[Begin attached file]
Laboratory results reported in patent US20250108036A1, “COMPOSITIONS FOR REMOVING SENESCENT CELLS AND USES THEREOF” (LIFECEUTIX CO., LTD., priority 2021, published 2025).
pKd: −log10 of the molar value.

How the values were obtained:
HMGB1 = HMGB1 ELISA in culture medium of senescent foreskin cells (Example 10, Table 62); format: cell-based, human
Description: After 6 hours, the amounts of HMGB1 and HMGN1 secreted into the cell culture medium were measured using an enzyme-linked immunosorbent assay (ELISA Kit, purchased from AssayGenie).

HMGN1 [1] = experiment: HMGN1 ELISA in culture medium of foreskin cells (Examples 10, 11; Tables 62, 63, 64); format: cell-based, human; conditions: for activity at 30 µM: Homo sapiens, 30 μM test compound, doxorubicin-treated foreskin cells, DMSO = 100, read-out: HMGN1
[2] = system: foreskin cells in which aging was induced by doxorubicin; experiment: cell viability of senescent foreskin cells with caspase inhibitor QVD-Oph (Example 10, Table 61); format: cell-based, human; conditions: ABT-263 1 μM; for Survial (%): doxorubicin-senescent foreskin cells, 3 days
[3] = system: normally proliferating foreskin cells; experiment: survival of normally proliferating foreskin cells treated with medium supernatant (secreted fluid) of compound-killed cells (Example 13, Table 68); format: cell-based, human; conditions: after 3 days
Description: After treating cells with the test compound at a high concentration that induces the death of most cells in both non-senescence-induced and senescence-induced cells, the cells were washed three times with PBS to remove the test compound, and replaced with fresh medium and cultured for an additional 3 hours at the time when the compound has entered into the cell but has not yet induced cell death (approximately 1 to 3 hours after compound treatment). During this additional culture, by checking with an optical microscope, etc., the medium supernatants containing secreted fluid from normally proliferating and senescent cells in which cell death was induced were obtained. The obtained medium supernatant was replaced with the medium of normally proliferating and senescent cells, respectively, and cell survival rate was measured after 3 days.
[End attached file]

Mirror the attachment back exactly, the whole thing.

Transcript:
Laboratory results reported in patent US20250108036A1, “COMPOSITIONS FOR REMOVING SENESCENT CELLS AND USES THEREOF” (LIFECEUTIX CO., LTD., priority 2021, published 2025).
pKd: −log10 of the molar value.

How the values were obtained:
HMGB1 = HMGB1 ELISA in culture medium of senescent foreskin cells (Example 10, Table 62); format: cell-based, human
Description: After 6 hours, the amounts of HMGB1 and HMGN1 secreted into the cell culture medium were measured using an enzyme-linked immunosorbent assay (ELISA Kit, purchased from AssayGenie).

HMGN1 [1] = experiment: HMGN1 ELISA in culture medium of foreskin cells (Examples 10, 11; Tables 62, 63, 64); format: cell-based, human; conditions: for activity at 30 µM: Homo sapiens, 30 μM test compound, doxorubicin-treated foreskin cells, DMSO = 100, read-out: HMGN1
[2] = system: foreskin cells in which aging was induced by doxorubicin; experiment: cell viability of senescent foreskin cells with caspase inhibitor QVD-Oph (Example 10, Table 61); format: cell-based, human; conditions: ABT-263 1 μM; for Survial (%): doxorubicin-senescent foreskin cells, 3 days
[3] = system: normally proliferating foreskin cells; experiment: survival of normally proliferating foreskin cells treated with medium supernatant (secreted fluid) of compound-killed cells (Example 13, Table 68); format: cell-based, human; conditions: after 3 days
Description: After treating cells with the test compound at a high concentration that induces the death of most cells in both non-senescence-induced and senescence-induced cells, the cells were washed three times with PBS to remove the test compound, and replaced with fresh medium and cultured for an additional 3 hours at the time when the compound has entered into the cell but has not yet induced cell death (approximately 1 to 3 hours after compound treatment). During this additional culture, by checking with an optical microscope, etc., the medium supernatants containing secreted fluid from normally proliferating and senescent cells in which cell death was induced were obtained. The obtained medium supernatant was replaced with the medium of normally proliferating and senescent cells, respectively, and cell survival rate was measured after 3 days.